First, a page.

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Why is it important for the school to concern itself with children's social and emotional development? Examine ways in which this could be attempted.

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Why is it important for the school to concern itself with children's social and emotional development? Examine ways in which this could be attempted. In light of the current climate and the pressure on schools to improve standards, it may seem a strange question to ask. However it is such a fundamental issue that it is not only important but also vital for the school to concern itself with children's social and emotional development. This duty is now no longer an option. The aims of the National Curriculum as set out in the1988 Education Reform Act states that a school's curriculum should: "promote the spiritual, moral, cultural, mental and physical development of pupils at the school and of society." (Kyriacou,1995)(p.18) Before elucidating on this question, it is important to know exactly what is meant by social and emotional development. Daniel Goldman defines 'Emotional Intelligence' as an ability firstly to understand why we behave the way we do and secondly to control those actions that are inappropriate to the situation. It is also the ability to empathise and understand the emotions of others (Goldman 1996). Hence, the ultimate aim in this area with regards to child rearing is for a well-balanced and centred human being. ...read more.


For the opinion that others have of a particular person and their reaction to that person will affect the way in which that person performs. Parents and teachers therefore hold a great responsibility. Within the classroom there are three forms of social interaction with the individual, which contribute to the whole socialisation of the child. These are interaction with the individual and the teacher, interaction with the whole group and the teacher and finally interaction of the individuals with each other. If the child is treated as worthwhile and an important human, this helps the child develop a positive self-image. Through his research Stanley Coopersmith has shown self-esteem to be a better indicator than intelligence tests results as to a child's future academic success. He also found that children were affected by the environment in which they were raised. Those reared in an environment, structured by definite controlled limits tended to develop more self-esteem than those brought up in a more permissive atmosphere. (Borba1978) Erikson, on the other hand, believes that we have different stages of personal maturity (Fontana 1988). In total, he identifies seven stages from early infancy to late adult. If an individual progresses through these various stages without being thwarted, then the result should be a clear picture of what a well-balanced mature person should be like. ...read more.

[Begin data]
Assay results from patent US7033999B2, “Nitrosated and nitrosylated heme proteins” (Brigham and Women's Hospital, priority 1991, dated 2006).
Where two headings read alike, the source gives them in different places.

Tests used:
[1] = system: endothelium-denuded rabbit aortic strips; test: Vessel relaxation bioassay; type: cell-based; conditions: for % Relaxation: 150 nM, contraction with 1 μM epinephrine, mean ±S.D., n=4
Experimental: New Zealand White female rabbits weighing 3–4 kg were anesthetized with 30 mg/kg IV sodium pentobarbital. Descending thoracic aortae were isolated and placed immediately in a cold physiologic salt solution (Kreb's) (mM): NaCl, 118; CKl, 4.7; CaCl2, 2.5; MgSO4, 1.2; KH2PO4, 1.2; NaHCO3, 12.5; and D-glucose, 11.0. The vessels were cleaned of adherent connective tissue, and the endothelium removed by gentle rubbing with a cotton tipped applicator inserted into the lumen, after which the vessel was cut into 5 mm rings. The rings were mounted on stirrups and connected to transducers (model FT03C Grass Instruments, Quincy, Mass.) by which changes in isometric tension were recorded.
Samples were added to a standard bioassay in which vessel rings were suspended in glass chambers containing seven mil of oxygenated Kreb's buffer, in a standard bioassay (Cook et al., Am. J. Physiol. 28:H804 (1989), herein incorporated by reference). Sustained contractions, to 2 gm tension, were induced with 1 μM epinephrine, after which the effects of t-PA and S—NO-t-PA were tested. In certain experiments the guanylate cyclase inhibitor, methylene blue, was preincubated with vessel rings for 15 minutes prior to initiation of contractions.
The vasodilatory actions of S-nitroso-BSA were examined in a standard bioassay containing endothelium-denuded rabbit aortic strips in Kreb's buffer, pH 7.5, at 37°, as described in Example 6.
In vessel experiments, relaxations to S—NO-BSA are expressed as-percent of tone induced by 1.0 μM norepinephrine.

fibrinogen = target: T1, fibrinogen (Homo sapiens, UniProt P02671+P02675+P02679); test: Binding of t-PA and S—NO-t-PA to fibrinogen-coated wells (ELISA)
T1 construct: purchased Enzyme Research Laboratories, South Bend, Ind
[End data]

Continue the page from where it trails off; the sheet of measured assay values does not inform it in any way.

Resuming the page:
However this time offers the teacher ample opportunity to praise not only for work well done but also for good efforts and good presentation; the list is endless. The praise offered as long as it is sincere will raise a child's self-esteem. The plenary session is also used, in my experience, as a questioning session to assess the children's understanding of the learning objectives. As well as correct answers there are inevitably those that are incorrect. Failure can sometimes deflate a child's self-esteem. This type of situation has been handled well by teachers during my observations. Children have not been criticised but rather they have been 'consoled' with phrases such as "Not quite, but well remembered from yesterday " and "nearly there..." Children have to learn that it is all right to make mistakes. In line with Bandura's theory, children may also learn that we all make mistakes from observing their teacher's. I have observed during a guided writing session a teacher making spelling mistakes, which have been pointed out by the brighter pupils. The teacher has admitted to the mistake and asked how they can check on the spelling. Children were nominated by the teacher to find the correct spelling in the dictionary. Using the teacher as a role model the children will learn that we are not infallible and that it is fine to make mistakes. Lorraine Kilbride - 1 - ...read more.

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